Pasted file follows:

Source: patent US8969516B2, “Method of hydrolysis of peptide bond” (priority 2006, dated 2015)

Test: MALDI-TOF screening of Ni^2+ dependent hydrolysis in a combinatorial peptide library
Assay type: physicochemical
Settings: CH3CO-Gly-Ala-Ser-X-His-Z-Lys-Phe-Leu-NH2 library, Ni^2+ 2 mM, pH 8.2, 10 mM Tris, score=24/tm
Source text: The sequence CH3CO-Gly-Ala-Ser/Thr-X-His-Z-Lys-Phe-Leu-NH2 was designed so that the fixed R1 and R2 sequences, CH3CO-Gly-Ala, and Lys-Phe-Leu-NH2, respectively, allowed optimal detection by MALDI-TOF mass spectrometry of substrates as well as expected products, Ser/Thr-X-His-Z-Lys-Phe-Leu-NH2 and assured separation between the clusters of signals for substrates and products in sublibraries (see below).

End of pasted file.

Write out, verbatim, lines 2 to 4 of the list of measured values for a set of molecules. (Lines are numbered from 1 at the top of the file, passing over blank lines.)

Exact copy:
Test: MALDI-TOF screening of Ni^2+ dependent hydrolysis in a combinatorial peptide library
Assay type: physicochemical
Settings: CH3CO-Gly-Ala-Ser-X-His-Z-Lys-Phe-Leu-NH2 library, Ni^2+ 2 mM, pH 8.2, 10 mM Tris, score=24/tm